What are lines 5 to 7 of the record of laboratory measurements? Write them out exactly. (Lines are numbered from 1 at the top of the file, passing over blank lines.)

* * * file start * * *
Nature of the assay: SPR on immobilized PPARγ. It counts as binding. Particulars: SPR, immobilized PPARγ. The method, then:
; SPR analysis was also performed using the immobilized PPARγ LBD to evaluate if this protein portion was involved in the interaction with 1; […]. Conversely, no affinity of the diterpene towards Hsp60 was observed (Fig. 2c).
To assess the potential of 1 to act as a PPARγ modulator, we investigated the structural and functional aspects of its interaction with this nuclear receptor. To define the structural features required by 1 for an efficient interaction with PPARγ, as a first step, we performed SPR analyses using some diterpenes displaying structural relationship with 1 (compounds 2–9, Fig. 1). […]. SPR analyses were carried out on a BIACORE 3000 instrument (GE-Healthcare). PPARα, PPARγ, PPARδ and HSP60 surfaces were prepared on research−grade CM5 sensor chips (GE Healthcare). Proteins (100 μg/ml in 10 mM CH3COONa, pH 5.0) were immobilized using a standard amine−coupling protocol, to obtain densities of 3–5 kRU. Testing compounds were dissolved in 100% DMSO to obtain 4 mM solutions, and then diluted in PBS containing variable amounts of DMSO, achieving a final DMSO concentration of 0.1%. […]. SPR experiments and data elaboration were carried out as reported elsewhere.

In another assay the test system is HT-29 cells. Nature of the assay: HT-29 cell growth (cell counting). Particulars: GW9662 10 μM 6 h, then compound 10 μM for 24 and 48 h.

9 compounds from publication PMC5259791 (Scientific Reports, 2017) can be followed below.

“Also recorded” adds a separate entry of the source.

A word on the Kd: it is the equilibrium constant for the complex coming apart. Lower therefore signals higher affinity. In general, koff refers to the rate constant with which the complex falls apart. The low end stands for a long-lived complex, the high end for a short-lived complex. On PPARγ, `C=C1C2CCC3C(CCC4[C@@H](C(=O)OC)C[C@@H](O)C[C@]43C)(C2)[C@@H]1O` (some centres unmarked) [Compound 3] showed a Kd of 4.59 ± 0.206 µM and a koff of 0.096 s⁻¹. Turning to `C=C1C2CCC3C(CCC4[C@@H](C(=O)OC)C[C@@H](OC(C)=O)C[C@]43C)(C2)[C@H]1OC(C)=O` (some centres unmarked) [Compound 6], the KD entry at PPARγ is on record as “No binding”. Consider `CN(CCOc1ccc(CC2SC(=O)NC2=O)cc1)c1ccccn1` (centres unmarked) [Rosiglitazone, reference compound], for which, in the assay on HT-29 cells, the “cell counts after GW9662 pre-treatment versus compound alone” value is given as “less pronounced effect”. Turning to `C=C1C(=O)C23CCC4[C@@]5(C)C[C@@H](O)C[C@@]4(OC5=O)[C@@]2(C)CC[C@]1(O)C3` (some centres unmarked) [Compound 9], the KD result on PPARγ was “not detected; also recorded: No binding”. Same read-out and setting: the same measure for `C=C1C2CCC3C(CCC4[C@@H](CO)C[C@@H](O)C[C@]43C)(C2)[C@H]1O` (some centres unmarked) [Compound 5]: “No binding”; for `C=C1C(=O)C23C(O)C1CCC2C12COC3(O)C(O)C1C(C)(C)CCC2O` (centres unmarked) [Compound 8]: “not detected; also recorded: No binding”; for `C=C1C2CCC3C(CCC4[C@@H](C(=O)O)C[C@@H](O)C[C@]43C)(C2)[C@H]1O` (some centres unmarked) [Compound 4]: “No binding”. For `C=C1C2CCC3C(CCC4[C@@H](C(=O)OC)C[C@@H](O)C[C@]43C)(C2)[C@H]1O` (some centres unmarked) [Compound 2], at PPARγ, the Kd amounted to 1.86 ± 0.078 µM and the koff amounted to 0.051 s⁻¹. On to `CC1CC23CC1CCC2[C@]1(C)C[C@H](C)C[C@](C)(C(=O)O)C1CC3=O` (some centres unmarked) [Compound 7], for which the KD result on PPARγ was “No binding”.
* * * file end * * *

9 compounds from publication PMC5259791 (Scientific Reports, 2017) can be followed below.

“Also recorded” adds a separate entry of the source.

A word on the Kd: it is the equilibrium constant for the complex coming apart. Lower therefore signals higher affinity. In general, koff refers to the rate constant with which the complex falls apart. The low end stands for a long-lived complex, the high end for a short-lived complex. On PPARγ, `C=C1C2CCC3C(CCC4[C@@H](C(=O)OC)C[C@@H](O)C[C@]43C)(C2)[C@@H]1O` (some centres unmarked) [Compound 3] showed a Kd of 4.59 ± 0.206 µM and a koff of 0.096 s⁻¹. Turning to `C=C1C2CCC3C(CCC4[C@@H](C(=O)OC)C[C@@H](OC(C)=O)C[C@]43C)(C2)[C@H]1OC(C)=O` (some centres unmarked) [Compound 6], the KD entry at PPARγ is on record as “No binding”. Consider `CN(CCOc1ccc(CC2SC(=O)NC2=O)cc1)c1ccccn1` (centres unmarked) [Rosiglitazone, reference compound], for which, in the assay on HT-29 cells, the “cell counts after GW9662 pre-treatment versus compound alone” value is given as “less pronounced effect”. Turning to `C=C1C(=O)C23CCC4[C@@]5(C)C[C@@H](O)C[C@@]4(OC5=O)[C@@]2(C)CC[C@]1(O)C3` (some centres unmarked) [Compound 9], the KD result on PPARγ was “not detected; also recorded: No binding”. Same read-out and setting: the same measure for `C=C1C2CCC3C(CCC4[C@@H](CO)C[C@@H](O)C[C@]43C)(C2)[C@H]1O` (some centres unmarked) [Compound 5]: “No binding”; for `C=C1C(=O)C23C(O)C1CCC2C12COC3(O)C(O)C1C(C)(C)CCC2O` (centres unmarked) [Compound 8]: “not detected; also recorded: No binding”; for `C=C1C2CCC3C(CCC4[C@@H](C(=O)O)C[C@@H](O)C[C@]43C)(C2)[C@H]1O` (some centres unmarked) [Compound 4]: “No binding”. For `C=C1C2CCC3C(CCC4[C@@H](C(=O)OC)C[C@@H](O)C[C@]43C)(C2)[C@H]1O` (some centres unmarked) [Compound 2], at PPARγ, the Kd amounted to 1.86 ± 0.078 µM and the koff amounted to 0.051 s⁻¹. On to `CC1CC23CC1CCC2[C@]1(C)C[C@H](C)C[C@](C)(C(=O)O)C1CC3=O` (some centres unmarked) [Compound 7], for which the KD result on PPARγ was “No binding”.